From NBC's Pete Williams
The U.S. Supreme Court today declined to find a constitutional right of access to DNA evidence for convicted prisoners. And the court refused to make it easier for older Americans to sue for job discrimination.
DNA testing has freed 232 wrongly convicted prisoners nationwide -- 17 of them sentenced to death. Though most states allow prisoners to get some DNA testing, defense lawyers say those laws don't go far enough.
In the case ruled on today, an Alaska man, William Osborne, sued to get access to crime scene DNA so he could get a more accurate test performed than was available 15 years ago, when he was convicted of rape. But by a 5-4 vote, the court said Alaska gives inmates a reasonable shot at DNA. What's more, the decision said, there's no need for the federal courts to jump in and make a sweeping declaration of a constitutional right of access to DNA, given that 46 states and the federal government already allow some kind of access to DNA evidence.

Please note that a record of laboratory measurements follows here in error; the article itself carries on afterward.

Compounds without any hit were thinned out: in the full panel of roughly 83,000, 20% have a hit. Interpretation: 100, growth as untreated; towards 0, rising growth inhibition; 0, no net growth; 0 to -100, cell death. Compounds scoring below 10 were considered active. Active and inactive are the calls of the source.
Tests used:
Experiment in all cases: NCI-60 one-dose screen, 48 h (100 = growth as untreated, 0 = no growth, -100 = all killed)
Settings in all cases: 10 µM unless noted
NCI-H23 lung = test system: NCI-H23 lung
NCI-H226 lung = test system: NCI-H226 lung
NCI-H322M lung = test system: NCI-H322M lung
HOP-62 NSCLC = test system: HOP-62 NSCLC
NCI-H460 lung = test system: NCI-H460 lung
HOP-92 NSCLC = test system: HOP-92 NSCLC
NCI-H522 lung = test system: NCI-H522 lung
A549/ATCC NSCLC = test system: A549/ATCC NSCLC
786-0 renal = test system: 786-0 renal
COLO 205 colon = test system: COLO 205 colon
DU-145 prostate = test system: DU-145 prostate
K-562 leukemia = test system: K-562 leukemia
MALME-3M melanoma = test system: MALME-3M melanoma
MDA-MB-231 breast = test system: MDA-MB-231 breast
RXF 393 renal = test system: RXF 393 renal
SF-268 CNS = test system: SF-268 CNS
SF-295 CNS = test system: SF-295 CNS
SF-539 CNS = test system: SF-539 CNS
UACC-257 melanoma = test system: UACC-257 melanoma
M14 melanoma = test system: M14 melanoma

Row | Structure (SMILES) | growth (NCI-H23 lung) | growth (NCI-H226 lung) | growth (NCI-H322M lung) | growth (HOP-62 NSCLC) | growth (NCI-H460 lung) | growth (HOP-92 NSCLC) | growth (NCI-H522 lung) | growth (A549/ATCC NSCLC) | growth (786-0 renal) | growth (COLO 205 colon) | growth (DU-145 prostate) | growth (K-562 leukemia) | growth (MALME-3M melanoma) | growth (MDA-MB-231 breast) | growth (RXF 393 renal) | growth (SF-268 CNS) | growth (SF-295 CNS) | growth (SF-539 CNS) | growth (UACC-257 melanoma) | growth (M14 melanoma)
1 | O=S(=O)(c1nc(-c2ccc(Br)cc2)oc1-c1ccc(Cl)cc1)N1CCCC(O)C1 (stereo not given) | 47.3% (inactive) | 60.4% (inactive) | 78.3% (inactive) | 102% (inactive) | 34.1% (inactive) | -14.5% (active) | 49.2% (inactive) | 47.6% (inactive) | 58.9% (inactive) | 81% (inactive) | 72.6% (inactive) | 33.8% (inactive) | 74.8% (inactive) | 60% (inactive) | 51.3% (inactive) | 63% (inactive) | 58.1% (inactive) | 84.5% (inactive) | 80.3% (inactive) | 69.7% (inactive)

In the age discrimination case, the court -- again by a 5-4 vote -- said that lawsuits claiming that an employee was fired because of age must show that age was the reason for the firing, not simply that it was one of several other factors. The court has allowed the "several factor" analysis in claims for race discrimination. But the court said today that the Age Discrimination in Employment Act is worded differently and does not allow lawsuits for such "mixed motive" cases.
Ten cases now remain to be decided. We'll next get decisions on Monday, June 22.